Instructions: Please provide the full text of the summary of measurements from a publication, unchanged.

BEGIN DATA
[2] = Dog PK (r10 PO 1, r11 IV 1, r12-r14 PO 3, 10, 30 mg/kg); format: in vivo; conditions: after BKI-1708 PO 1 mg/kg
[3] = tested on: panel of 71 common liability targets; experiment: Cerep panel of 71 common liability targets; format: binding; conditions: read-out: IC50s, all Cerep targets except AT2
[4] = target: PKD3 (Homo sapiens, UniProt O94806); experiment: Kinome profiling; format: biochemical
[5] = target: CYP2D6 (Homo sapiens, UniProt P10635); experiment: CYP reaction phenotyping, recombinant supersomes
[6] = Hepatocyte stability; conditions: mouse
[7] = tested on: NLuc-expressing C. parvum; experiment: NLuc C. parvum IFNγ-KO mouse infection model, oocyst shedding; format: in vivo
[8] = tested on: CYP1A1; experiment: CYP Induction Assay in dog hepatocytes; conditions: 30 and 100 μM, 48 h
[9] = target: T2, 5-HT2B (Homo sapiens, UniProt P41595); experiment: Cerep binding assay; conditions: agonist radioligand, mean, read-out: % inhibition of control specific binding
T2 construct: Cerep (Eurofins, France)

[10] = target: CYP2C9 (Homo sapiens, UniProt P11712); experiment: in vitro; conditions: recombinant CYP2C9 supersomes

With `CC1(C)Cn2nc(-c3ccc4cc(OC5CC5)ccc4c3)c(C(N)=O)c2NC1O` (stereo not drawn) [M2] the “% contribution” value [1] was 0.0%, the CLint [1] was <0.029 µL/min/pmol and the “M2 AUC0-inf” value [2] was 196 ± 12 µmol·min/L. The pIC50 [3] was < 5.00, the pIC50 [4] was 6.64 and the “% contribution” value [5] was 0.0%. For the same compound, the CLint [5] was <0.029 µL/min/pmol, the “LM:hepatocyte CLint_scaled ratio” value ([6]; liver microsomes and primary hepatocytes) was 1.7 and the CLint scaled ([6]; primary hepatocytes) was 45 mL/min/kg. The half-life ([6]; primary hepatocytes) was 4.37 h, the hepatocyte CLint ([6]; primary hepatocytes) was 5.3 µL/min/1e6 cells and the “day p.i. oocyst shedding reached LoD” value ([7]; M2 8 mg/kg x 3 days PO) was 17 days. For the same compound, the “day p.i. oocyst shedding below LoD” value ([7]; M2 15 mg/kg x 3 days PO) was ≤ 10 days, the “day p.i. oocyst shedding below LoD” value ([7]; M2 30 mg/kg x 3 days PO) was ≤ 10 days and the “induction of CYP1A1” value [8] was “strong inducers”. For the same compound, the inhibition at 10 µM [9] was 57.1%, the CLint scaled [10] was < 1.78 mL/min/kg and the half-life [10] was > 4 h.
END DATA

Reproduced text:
[2] = Dog PK (r10 PO 1, r11 IV 1, r12-r14 PO 3, 10, 30 mg/kg); format: in vivo; conditions: after BKI-1708 PO 1 mg/kg
[3] = tested on: panel of 71 common liability targets; experiment: Cerep panel of 71 common liability targets; format: binding; conditions: read-out: IC50s, all Cerep targets except AT2
[4] = target: PKD3 (Homo sapiens, UniProt O94806); experiment: Kinome profiling; format: biochemical
[5] = target: CYP2D6 (Homo sapiens, UniProt P10635); experiment: CYP reaction phenotyping, recombinant supersomes
[6] = Hepatocyte stability; conditions: mouse
[7] = tested on: NLuc-expressing C. parvum; experiment: NLuc C. parvum IFNγ-KO mouse infection model, oocyst shedding; format: in vivo
[8] = tested on: CYP1A1; experiment: CYP Induction Assay in dog hepatocytes; conditions: 30 and 100 μM, 48 h
[9] = target: T2, 5-HT2B (Homo sapiens, UniProt P41595); experiment: Cerep binding assay; conditions: agonist radioligand, mean, read-out: % inhibition of control specific binding
T2 construct: Cerep (Eurofins, France)

[10] = target: CYP2C9 (Homo sapiens, UniProt P11712); experiment: in vitro; conditions: recombinant CYP2C9 supersomes

With `CC1(C)Cn2nc(-c3ccc4cc(OC5CC5)ccc4c3)c(C(N)=O)c2NC1O` (stereo not drawn) [M2] the “% contribution” value [1] was 0.0%, the CLint [1] was <0.029 µL/min/pmol and the “M2 AUC0-inf” value [2] was 196 ± 12 µmol·min/L. The pIC50 [3] was < 5.00, the pIC50 [4] was 6.64 and the “% contribution” value [5] was 0.0%. For the same compound, the CLint [5] was <0.029 µL/min/pmol, the “LM:hepatocyte CLint_scaled ratio” value ([6]; liver microsomes and primary hepatocytes) was 1.7 and the CLint scaled ([6]; primary hepatocytes) was 45 mL/min/kg. The half-life ([6]; primary hepatocytes) was 4.37 h, the hepatocyte CLint ([6]; primary hepatocytes) was 5.3 µL/min/1e6 cells and the “day p.i. oocyst shedding reached LoD” value ([7]; M2 8 mg/kg x 3 days PO) was 17 days. For the same compound, the “day p.i. oocyst shedding below LoD” value ([7]; M2 15 mg/kg x 3 days PO) was ≤ 10 days, the “day p.i. oocyst shedding below LoD” value ([7]; M2 30 mg/kg x 3 days PO) was ≤ 10 days and the “induction of CYP1A1” value [8] was “strong inducers”. For the same compound, the inhibition at 10 µM [9] was 57.1%, the CLint scaled [10] was < 1.78 mL/min/kg and the half-life [10] was > 4 h.